Creating a Blog I'll Actually Use02-24-2010 4:41 AM permalink
I have 3 blogs including this one. And they're all being neglected. The last post on any of them was 5 months ago. There are lots of reasons why I don't write more. Busy at work, social life, good old-fashioned laziness. But there's only one that activates my programmer's itch. My blog interface is just not user-friendly enough.
When I do get the urge to write, nothing derails it faster than getting irritated with the actual writing process. Getting your thoughts onto paper should be the easy part. The hard part is ensuring that those thoughts don't make you look like and idiot.
So this blog post serves 2 purposes.
- Announcing that I'm going to be putting more time into blogging.
- Starting to lay out a plan for making blogging less painful
First off, let's get a feel for why the current experience isn't working. Here's what my current blog interface looks like.
Not too shabby looking right? I'm running the blog app that comes with the Axiom Stack framework. I've written about Axiom Stack before and I think it's pretty sweet. I substituted the fckeditor for wymeditor, because it produces more standard xhtml. This is a nice addition for Axiom Stack because it uses e4x to parse and manipulate xhtml on the back end. But there loads of problems here (no offense to the axiom software guys, this is a free blog app that's really just meant to be an example). The rest of this blog focuses on the most egregious offender. The WYSIWYG editor.
WYSIWYeG: or What You See Is What You (eventually) Get
WYSIWYG editors are terrible for any significant writing. The behavior is often inconsistent. They're often buggy. And you spend a lot of time fiddling with toolbars to get your content to look the way you want. Or worse yet, you have to flip over to the dreaded HTML view to fix things. However, they've become very popular on the web for 2 reasons.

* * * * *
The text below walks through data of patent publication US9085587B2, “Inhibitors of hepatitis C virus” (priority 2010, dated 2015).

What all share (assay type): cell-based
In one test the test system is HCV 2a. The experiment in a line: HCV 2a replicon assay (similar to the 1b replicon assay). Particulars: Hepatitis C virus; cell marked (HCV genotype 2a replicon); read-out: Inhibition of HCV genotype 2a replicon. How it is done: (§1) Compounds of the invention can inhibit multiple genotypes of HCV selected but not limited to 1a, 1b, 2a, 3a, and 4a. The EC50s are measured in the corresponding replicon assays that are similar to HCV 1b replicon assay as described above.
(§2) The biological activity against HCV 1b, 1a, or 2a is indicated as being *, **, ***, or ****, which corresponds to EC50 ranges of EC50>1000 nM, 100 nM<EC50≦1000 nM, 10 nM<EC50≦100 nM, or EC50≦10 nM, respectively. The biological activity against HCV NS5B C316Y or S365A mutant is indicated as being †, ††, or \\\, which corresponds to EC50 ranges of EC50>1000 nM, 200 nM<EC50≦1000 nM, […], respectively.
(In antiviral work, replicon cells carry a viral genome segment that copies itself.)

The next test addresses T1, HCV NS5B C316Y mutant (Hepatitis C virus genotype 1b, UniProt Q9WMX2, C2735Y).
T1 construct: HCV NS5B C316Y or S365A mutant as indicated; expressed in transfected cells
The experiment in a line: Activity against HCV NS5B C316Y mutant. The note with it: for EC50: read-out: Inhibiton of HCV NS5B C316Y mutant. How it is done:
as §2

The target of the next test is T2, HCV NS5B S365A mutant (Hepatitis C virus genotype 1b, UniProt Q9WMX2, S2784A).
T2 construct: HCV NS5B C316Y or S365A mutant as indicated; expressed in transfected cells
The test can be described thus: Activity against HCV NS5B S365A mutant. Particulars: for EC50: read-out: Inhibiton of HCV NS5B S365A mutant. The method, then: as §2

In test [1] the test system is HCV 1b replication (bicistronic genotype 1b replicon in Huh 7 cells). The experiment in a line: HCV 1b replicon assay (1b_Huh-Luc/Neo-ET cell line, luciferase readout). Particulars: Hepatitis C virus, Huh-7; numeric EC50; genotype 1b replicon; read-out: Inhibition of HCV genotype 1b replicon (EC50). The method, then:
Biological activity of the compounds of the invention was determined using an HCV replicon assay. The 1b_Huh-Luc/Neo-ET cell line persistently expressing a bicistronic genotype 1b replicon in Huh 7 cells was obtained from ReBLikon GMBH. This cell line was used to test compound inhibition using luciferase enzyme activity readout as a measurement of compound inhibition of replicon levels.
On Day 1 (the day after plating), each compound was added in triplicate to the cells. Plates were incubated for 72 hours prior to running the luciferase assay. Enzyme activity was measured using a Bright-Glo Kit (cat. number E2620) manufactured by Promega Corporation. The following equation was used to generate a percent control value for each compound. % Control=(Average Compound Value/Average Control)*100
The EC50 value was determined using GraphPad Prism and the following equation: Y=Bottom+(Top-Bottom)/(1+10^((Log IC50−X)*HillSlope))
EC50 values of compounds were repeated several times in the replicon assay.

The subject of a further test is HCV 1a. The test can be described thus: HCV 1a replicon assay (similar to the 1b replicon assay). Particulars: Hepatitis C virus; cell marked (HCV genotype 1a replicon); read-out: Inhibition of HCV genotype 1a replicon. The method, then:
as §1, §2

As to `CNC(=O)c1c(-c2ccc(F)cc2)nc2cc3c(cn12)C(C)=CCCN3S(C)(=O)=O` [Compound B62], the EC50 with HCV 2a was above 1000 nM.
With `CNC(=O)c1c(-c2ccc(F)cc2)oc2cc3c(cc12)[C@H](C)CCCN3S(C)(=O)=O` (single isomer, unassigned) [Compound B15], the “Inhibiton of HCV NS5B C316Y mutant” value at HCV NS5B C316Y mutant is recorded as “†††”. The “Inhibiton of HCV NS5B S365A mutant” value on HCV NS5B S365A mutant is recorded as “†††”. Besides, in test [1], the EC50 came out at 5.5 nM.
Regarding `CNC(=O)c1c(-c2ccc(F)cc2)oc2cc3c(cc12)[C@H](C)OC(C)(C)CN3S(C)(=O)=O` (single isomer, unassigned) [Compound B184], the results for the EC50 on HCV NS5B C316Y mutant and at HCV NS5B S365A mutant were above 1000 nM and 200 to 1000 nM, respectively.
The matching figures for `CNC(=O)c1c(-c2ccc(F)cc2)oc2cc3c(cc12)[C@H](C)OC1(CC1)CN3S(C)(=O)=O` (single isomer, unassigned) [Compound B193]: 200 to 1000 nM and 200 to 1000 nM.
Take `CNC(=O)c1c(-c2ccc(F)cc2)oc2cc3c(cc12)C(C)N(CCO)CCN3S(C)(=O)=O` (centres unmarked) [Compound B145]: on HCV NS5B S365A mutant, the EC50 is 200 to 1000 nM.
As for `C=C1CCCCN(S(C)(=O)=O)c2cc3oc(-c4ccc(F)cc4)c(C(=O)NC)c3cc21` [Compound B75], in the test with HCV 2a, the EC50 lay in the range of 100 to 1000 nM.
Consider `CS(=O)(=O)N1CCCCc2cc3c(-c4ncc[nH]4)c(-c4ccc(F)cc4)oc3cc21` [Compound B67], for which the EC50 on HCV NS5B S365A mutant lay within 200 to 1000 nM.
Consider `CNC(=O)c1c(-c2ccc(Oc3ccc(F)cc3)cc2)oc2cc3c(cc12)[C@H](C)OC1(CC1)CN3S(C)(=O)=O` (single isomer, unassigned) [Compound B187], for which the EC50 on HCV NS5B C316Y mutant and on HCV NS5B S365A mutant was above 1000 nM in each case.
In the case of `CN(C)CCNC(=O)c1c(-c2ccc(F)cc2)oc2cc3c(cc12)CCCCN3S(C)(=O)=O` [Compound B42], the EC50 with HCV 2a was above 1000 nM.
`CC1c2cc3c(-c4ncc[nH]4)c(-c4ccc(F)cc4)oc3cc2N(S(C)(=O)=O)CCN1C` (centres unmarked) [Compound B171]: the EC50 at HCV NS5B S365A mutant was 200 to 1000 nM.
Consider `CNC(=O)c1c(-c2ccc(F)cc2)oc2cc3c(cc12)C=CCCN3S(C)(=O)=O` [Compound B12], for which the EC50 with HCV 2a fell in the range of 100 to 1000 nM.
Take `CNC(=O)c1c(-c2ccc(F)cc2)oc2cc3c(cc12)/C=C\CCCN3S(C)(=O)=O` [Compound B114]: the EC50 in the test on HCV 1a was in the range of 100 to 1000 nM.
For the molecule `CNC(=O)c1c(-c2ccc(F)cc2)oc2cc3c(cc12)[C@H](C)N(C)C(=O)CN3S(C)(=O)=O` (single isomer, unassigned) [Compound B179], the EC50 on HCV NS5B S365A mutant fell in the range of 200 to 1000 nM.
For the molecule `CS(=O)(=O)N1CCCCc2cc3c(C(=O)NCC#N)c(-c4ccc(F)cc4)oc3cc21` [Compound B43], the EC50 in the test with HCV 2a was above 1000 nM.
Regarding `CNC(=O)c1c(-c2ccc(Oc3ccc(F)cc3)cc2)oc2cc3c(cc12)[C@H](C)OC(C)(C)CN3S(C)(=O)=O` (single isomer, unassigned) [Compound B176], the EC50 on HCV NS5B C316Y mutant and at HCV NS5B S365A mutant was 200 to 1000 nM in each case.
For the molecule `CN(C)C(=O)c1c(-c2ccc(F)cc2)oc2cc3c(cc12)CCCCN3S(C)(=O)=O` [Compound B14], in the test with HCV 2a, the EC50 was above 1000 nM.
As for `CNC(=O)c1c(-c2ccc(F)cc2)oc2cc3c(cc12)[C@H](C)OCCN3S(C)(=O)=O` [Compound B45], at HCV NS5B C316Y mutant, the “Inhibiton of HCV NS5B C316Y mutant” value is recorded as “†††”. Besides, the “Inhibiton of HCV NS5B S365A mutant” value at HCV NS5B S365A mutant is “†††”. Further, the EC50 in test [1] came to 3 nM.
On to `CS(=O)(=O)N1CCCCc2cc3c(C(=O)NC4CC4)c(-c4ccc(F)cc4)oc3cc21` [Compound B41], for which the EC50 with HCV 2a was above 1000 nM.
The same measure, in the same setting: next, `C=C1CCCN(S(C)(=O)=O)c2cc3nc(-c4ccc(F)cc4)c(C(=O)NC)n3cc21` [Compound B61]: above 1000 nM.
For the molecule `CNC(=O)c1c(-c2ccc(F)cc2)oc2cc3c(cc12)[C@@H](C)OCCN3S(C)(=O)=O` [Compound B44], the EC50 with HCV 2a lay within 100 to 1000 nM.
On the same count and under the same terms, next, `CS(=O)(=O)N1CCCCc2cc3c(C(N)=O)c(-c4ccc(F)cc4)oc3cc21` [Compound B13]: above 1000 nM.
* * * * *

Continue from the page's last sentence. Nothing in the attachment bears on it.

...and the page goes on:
- They give the user lots of controls for doing other important things, like working with tables, links images, bulleted lists, etc. All those other things that make up "content". In short, wysiwyg's give us an environment similar to (or at least inspired by) Microsft Word and other desktop word processing software.
- It's a hell of a lot better than writing HTML by hand. HTML is the language of web content, but it's not what you want to be thinking about when you're writing. For instance just making one word bold in that last sentence requires 17 extra keystrokes than normal (I prefer <strong> to <b>, don't you?)
There are good things about wysiwygs but my biggest complaint with the one's I've used is that none of them hide the HTML well enough. There are always quirks that remind me that I'm dealing with code. And that code needs to be formatted properly or I'm going to have issues. What I want is a language that allows me more flexibility with my content without shoving HTML in my face.
As far as I can tell, that's Markdown. Markdown is gaining a lot of traction as a language for facilitating written composition on the web. You just write like you would normally, double newline for paragraphs, simple markers for formatting. So this:
This paragraph serves to *emphasize* some of the nicer features of markdown. It is _not_ meant to be a full-fledged [tutorial](http://daringfireball.net/projects/markdown/basics)
This paragraph serves to emphasize some of the nicer features of markdown. It is not meant to be a full-fledged tutorial
The key feature with markdown is that you can write html if you need to. But if you don't, you'll never see it, and you can still do the usual formatting of your content; bold, italic, lists and links. 99% of blog content is made up of words and these simple elements. That should be easy. And with markdown, it will be.
So my first goal is to replace wymeditor with a decent Markdown editor. As it turns out, a cursory google search couldn't find any that do what I want. Which is to provide a native markdown interface, syntax highlighted, with a function that will preview it in HTML. So that's my first project on the road to a better blogging experience.
Other posts in this series follow the changes I'm making as well as touching on anything else I run into that's interesting. Other stuff on my list include:
- Better integration and support for code snippets
- Easy dictionary look up
- Easy image inserts (uploaded to my server)
- Re-usable formatting elements
Most of this stuff can be easily accomplished with a few plugins in popular systems like Wordpress or Movable Type. But this is my technology blog. We're looking for something a little different here. Hopefully future installments will be more interesting than what this post turned into. But hey, give me a break, I haven't done this in like 5 months.